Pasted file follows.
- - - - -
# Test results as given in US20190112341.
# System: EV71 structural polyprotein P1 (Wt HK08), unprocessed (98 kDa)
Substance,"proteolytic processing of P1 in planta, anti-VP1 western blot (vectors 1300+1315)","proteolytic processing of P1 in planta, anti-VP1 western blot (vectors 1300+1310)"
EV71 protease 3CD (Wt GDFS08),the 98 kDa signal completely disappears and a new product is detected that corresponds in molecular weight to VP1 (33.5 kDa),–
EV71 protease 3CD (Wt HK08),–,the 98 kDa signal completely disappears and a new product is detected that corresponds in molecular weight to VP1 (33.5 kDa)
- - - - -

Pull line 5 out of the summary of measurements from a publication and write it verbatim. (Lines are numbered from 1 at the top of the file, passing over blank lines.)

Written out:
EV71 protease 3CD (Wt HK08),–,the 98 kDa signal completely disappears and a new product is detected that corresponds in molecular weight to VP1 (33.5 kDa)